Jordan is considering lifting its longtime ban on casino gambling in a bid to attract more international tourism and to give the country’s flagging economy a badly needed boost.
Last week, Ammon News reported that Jordan’s vice-prime minister Ali Abu al-Ragheb had given a speech at the Amman Chamber of Industry in which he suggested the country should license casinos in popular tourist destinations, including Aqaba and Petra.
The vice-PM insisted that only foreign passport holders would be allowed to access the casinos, with Iranian tourists singled out as the prime pool from which the new casinos would draw their clientele.
Aqaba is situated on the Red Sea, just across the Gulf of Aqaba from the Israeli resort town of Eilat, which just announced that it was considering authorizing between two and four casinos of its own. Like Jordan, Israel currently doesn’t permit casinos, and Israeli religious conservatives aren’t taking the proposal well.
The last time Jordan mulled the idea of authorizing casinos was in 2007, when then prime minister Marouf al-Bakhitt inked a deal with UK-based developer Oasis Holding Investment. The contract was extremely controversial given its 50-year term and the $1.4b penalty the government would have to pay Oasis if the deal went sour.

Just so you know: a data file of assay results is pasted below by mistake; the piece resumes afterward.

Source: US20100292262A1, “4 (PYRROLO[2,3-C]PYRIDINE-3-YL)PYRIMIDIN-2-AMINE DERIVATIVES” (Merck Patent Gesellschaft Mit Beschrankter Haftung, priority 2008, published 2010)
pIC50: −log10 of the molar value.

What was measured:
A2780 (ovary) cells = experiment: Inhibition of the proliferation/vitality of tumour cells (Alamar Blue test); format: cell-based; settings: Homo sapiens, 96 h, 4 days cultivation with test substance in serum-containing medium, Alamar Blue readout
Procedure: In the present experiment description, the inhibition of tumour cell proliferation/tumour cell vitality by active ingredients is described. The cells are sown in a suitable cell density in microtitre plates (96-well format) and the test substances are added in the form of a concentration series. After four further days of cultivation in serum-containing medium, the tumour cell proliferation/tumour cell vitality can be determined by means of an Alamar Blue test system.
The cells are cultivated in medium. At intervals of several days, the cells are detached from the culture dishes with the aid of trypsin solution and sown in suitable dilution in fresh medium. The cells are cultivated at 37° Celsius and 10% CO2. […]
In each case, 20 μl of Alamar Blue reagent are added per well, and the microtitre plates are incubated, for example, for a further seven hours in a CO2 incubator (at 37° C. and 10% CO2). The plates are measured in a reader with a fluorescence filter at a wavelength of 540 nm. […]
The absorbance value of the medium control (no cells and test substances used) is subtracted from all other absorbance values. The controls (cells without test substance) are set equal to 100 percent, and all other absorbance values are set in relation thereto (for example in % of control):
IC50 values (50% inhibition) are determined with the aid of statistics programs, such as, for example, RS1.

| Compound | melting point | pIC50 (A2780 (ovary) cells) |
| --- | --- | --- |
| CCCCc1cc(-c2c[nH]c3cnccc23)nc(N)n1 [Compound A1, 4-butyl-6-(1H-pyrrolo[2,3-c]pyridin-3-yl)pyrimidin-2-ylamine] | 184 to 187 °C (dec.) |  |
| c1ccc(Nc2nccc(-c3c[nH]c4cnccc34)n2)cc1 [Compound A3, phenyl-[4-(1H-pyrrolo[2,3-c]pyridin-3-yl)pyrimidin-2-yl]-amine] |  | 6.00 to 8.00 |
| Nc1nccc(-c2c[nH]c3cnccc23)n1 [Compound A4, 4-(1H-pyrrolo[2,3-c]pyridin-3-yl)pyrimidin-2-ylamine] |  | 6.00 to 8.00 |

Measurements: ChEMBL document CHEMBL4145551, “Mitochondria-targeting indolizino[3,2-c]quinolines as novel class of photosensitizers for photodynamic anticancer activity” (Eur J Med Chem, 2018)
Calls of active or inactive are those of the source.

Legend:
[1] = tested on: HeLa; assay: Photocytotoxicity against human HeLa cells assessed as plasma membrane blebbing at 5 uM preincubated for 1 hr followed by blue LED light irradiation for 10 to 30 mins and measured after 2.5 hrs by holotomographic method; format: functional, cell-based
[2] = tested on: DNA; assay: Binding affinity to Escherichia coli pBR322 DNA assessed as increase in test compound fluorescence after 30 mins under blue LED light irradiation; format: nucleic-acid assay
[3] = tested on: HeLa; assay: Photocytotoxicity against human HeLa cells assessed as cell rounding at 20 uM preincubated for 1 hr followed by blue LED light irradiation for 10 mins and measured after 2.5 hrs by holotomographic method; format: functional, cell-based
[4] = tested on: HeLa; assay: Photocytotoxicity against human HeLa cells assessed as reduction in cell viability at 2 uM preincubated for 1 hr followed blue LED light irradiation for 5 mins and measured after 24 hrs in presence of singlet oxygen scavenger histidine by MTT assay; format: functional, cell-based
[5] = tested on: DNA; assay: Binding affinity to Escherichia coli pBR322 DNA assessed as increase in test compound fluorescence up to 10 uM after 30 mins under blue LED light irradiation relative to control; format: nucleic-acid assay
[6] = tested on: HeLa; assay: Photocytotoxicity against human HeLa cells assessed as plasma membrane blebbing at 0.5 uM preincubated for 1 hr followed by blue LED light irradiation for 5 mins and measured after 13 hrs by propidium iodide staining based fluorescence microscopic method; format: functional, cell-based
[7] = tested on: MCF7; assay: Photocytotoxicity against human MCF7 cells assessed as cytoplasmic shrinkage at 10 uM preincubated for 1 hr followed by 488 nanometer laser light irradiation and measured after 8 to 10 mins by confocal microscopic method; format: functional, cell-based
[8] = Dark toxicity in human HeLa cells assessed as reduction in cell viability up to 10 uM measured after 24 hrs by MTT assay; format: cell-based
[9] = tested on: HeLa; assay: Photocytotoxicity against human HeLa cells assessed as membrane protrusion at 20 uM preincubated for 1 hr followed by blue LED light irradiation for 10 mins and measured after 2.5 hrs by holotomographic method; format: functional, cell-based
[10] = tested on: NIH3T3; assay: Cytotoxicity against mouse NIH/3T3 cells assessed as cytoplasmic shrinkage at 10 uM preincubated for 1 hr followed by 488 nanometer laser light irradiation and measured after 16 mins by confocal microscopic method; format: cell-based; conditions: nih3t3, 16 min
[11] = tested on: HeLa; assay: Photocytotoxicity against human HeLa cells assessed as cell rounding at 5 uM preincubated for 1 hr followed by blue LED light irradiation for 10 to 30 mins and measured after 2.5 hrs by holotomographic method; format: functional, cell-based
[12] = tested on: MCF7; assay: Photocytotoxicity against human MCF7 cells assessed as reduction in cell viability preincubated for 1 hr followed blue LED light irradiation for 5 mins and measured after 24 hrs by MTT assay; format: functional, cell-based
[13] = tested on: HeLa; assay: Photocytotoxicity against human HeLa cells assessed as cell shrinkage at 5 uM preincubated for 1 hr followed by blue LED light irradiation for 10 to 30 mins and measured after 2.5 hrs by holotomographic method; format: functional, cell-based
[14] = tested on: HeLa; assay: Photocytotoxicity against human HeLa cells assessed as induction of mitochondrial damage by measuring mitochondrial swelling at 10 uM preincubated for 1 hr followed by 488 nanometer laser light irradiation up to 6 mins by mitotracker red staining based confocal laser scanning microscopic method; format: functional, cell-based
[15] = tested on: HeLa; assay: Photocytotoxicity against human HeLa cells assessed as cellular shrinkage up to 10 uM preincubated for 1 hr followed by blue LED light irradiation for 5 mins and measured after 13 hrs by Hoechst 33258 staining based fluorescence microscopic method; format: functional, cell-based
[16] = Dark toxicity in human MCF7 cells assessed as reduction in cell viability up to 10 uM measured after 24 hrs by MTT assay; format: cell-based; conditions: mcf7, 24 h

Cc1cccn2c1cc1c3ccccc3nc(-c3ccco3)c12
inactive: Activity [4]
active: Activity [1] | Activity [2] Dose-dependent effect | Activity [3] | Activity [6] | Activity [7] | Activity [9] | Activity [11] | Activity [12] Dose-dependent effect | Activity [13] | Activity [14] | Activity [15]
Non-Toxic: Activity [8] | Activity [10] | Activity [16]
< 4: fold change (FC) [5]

And go sour it did. The government ‘forgot’ to publish news of the new gambling policy in its official gazette, as required by law. When news of the deal became public, religious conservatives took to the streets, mirroring the Arab Spring protests that brought down the regimes in Tunisia and Egypt.
Al-Bakhitt publicly claimed to have had no knowledge of the deal, although documents eventually leaked showing this claim to be untrue. The PM narrowly dodged an impeachment vote but tourism minister Osama Dabbas was deemed an acceptable fall guy and was impeached.
It’s unclear as to why Jordan’s current leaders believe the climate is any more hospitable for taking another run at listing Jordan’s casino ban. But this time they at least appear to be keeping the public abreast of their plans as they go.